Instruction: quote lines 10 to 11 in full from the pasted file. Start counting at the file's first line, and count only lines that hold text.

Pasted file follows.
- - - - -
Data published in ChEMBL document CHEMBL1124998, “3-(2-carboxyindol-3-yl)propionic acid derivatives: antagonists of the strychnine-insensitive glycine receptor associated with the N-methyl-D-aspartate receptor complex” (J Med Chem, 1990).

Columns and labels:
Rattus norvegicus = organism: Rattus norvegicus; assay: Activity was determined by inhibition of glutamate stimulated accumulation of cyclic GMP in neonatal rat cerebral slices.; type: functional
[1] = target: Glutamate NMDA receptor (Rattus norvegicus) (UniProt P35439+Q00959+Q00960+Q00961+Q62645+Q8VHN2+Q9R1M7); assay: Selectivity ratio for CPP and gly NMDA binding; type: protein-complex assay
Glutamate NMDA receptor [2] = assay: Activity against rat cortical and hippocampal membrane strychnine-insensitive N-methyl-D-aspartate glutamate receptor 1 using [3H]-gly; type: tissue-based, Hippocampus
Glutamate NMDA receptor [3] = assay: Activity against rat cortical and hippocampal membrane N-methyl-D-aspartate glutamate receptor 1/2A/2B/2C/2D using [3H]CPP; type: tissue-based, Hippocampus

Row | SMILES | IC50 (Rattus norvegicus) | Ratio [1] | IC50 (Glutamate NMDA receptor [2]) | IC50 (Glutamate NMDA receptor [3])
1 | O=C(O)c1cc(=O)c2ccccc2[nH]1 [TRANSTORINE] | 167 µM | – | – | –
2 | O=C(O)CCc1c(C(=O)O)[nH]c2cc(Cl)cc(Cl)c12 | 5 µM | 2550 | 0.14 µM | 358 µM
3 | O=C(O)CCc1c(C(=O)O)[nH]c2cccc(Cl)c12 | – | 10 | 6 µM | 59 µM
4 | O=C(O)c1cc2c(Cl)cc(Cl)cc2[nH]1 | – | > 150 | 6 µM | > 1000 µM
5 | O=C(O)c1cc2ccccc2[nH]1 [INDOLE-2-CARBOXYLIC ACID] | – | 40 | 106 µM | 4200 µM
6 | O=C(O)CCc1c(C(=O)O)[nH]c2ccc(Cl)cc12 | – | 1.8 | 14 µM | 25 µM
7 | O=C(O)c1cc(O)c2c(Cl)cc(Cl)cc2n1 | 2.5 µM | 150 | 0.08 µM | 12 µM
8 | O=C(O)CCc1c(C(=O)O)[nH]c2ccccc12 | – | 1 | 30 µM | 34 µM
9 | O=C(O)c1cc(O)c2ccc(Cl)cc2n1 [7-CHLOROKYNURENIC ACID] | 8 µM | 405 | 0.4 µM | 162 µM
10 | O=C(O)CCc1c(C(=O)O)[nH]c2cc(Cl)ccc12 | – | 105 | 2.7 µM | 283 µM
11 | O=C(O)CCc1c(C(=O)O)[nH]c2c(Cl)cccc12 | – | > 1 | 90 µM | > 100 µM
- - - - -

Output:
3 | O=C(O)CCc1c(C(=O)O)[nH]c2cccc(Cl)c12 | – | 10 | 6 µM | 59 µM
4 | O=C(O)c1cc2c(Cl)cc(Cl)cc2[nH]1 | – | > 150 | 6 µM | > 1000 µM